You work for a reason. You believe you can make a difference.
You want your work to be believed in, for someone to send you a grateful email saying how you've impacted their lives. People to recognise you at a conference. People to tell you that they loved what you said, that they feel inspired.
Yet, it's really hard.
There are shadows beneath your eyes. Your strategic approach to the Internet turned into an hour of reading nonsense. Your resolution to exercise more is best not mentioned, and you'd much rather collapse on the sofa at the end of the day than take an evening class or read a book.
It's not your fault. Each of us is torn by our instincts. The battle between comfort and hard work is a gift of our genes. Self-preservation vs. curiosity.
Say you want to reach Everest Base Camp. You promise yourself that if you get down to the gym before work each day and spend your holidays hiking you'll be fit enough to give it a shot.
6am arrives and the warmth of the duvet feels like heaven.
Short term comfort is the Achilles heel of achieving our goals. Your diet is messed-up by the chocolate bar you gorge after a stressful meeting. Your exercise regime is sabotaged by a warm invitation to the pub when it's grey and damp outside.
Your body knows and loves comfort.
And yet it's also driven by a keen curiosity. You want to know more, learn more.
Once in a while, you throw yourself wholeheartedly at your dream. But like a yo-yo dieter, you fall heavier when you burnout. Most people need small steps, habitual changes that keep them brushing up against the edge of their comfort zone.
Keep pushing yourself a little more each day, and slowly the discomfort of the morning run doesn't seem so immense.
The best way to improving your diet is to eat with your appetite, rather than fight against it; the best way to get yourself up in the morning is to work with your body.
Gently increase the lighting, or have the radio start up quietly, a little while before you have to be awake. Make it easier to get to the gym by packing your bag the night before.
Practise routine. And slowly it will get easier.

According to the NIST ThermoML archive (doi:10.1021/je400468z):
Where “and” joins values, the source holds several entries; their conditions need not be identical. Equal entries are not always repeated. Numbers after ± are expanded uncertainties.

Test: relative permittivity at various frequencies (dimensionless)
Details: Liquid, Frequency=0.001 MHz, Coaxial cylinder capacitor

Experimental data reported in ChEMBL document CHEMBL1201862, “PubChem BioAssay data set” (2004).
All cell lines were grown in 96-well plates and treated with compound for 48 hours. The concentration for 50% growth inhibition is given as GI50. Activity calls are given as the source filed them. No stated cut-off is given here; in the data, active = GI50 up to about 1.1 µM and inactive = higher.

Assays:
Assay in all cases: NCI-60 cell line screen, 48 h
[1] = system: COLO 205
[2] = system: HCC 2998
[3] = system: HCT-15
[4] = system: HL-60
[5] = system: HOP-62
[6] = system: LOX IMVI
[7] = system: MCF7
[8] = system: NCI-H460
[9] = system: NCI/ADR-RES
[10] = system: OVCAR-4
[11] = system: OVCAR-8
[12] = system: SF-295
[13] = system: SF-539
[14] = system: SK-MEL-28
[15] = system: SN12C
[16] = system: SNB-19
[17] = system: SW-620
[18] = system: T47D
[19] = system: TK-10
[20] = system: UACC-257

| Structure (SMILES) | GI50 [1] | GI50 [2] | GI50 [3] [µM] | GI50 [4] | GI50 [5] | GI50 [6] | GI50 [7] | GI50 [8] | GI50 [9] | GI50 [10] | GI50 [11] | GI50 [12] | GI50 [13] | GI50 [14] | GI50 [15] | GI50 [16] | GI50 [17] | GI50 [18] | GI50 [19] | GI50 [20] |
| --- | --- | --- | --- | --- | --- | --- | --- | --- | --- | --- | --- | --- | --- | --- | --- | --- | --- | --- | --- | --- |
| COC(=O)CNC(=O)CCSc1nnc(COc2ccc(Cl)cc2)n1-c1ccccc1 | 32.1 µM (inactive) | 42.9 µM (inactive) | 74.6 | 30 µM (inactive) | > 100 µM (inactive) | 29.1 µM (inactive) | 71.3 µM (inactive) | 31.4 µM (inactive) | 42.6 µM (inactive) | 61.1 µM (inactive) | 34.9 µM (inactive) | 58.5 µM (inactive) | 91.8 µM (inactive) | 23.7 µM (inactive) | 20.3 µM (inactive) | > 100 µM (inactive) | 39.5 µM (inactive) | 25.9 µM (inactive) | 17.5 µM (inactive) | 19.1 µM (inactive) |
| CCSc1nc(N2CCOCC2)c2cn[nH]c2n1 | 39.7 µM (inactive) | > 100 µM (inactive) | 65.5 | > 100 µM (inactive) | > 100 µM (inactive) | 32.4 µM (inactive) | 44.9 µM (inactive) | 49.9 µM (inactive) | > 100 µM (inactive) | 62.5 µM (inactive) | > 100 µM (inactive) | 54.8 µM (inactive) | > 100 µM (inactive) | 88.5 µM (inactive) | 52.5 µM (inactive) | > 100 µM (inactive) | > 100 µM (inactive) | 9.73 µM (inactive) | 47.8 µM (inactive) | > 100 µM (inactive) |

2. You're keeping your dreams to yourself
Are you really willing to admit why you want to change?
If you're reading an article like this, you probably have specific goals you want to achieve.
But why have you chosen the goals you have? Will they make you happier? Improve your social standing? Bring you a more luxurious lifestyle?
We prefer explaining our goals with sociably palatable reasoning.
I explain my running as a desire to be fit and healthy. But it's not that simple. I'm also scared of not fitting in with my peers? Scared of my partner not thinking I'm beautiful?
I'm driven by the desire for attention and appreciation.
Even when it looks like altruistic generosity.
Fundamentally, we crave a sense of importance. It's an underlying need we have, but that we'd prefer not to admit.
Nobody's explained this better to me than Dale Carnegie in his infamous book "˜How to Win Friends and Influence People'.
"There is one longing "“ almost as deep, almost as imperious, as the desire for food or sleep "“ which is seldom gratified. It's what Freud calls 'the desire to be great'. It is what Dewey calls the 'desire to be important'."
Make use of it.
Finishing projects and shipping results gives you a valuable sense of achievement. Share your successes and take pride in your work to keep the momentum flowing. Recognise a series of achievable goals rather than just a trophy raising finale.
Follow it up by celebrating with friends and family.
Accept, with gratitude, when people take the time to appreciate you.
3. You're not taking action
We're amused when we see someone else's grammatical mistake, and embarrassed when we see our own. Our expectations are distorted. Our reactions to our own imperfections are out of proportion to mistakes made by others.
Our idols are surgically enhanced and their image photoshopped. Films and TV are filled with special effects and impossible feats.
Social profiles entertain like movie trailers that save none of the best jokes for the film.
On Facebook we share the holiday snaps that show perfect weather, grinning faces and exotic cocktails. LinkedIn highlights our career achievements. Our websites share testimonials in which we're the heroes.
We want magic, but feel like we're stagnating in mediocrity.
Don't be deceived.
There's no such thing as perfect. Everybody worries, everyone feels insecure when they tackle something new. Everyone screws up.
People struggle. People hope and dream, and fail. They bawl their eyes out, raise their voice in defence and will keep fighting battle long lost just to avoid admitting they took a risk and made a mistake.
Yes, it's painful asking for help or admitting you got it wrong. We're not used to hearing real apologies and genuine modesty.
Give people a little of that importance we all crave by asking for their wisdom and guidance and they'll inundate you with more help than you can act on.
It's daunting trying to live up to our dreams, but without them, we remain curled up on the sofa, unable to take pride in what we've done and who we are.
What small habit will lead you to greater success?
Who can you share your dreams with, who can you rely on to support you?
What action can you take? Who can you ask for help?
Imagine you're achieving your goal. You reach Everest Base Camp, or take control of your diet. You get that promotion or publish your book.
Wasn't the hard work worth it?